Redpoint is a venture capital firm with investments in companies like Nextdoor, the neighborhood discovery network; Vurb, which uses cards to power its mobile search engine; Button, an app for mobile commerce; and HomeAway, the vacation rental site. It’s clear from the list of companies Redpoint backs that the firm has a strong sense of the trends playing out at the local level. Street Fight spoke to Redpoint partner Satish Dharmaraj about the current and future local landscape.
Your investments touch on ad tech, local services, and mobile marketing. Is there a common denominator between these companies in terms of what they’re striving for or how they’re affecting their respective industries?
Broadly, we invest in two categories: 1) data and enterprise software, and 2) mobile and consumer marketing and apps. The underlying theme is there’s an emergence of new platforms. We want to see how the world is reinvented on these platforms. How is ad-tech going to be reinvented in mobile? What does a hyperlocal neighborhood network look like on mobile?
We want to look at large markets and know whether there are people who we believe can disrupt those large markets. The specific idea they start with is less important than if they’re really driven entrepreneurs who understand the market and will stop at nothing to disrupt it. Those are the big pillars that we’re looking for.
What sorts of locally-based ideas are you being pitched these days? Do you see entrepreneurs latching on to buzzy ideas and trying to leverage them on a local scale?
If you want to walk your dog or get a tutor for your kid, isn’t it better for you to find a local high school teenager who lives across the street from you, or a block away from you, versus having some new stranger in your home? We’re seeing a lot of this establishment of trust in the local space, and then, after you establish that trust, how you barter services among the community.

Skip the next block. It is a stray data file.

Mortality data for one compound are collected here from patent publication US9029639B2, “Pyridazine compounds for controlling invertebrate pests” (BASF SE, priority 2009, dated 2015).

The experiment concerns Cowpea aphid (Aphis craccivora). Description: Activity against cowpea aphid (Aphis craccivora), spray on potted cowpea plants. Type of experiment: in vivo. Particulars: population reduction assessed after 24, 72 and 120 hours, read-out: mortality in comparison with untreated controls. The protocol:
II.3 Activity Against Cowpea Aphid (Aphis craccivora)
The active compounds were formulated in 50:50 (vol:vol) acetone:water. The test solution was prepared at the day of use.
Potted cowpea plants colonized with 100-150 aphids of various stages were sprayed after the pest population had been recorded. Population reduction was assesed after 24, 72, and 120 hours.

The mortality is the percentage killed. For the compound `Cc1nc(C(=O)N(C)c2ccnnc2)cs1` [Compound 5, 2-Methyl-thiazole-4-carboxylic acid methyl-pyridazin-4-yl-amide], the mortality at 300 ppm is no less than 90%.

Another approach we see a lot is around ways to support local restaurants and businesses? So, how can local businesses promote themselves in a geofenced way?
Is there a bubble in a specific part of local?
I wouldn’t say just in local — there’s a bubble everywhere. My theory is that there’s a big bubble at the high end of deals, and there’s a big bubble at the seed stage of deals. Those stages are particularly frothy. There’s too much capital, so every deal gets funded, and it gets funded at a high price.
What do you think are the next big ideas in local? Are there any unicorns waiting to emerge?
It’s about establishing trust and community. I think there will be many different Craigslists, each for your own local community. That’s where something big can be built in the local space — a Craigslist that’s organized by neighborhoods, rather than by cities.
Annie Melton is Street Fight’s news editor.
This interview has been edited for length and clarity.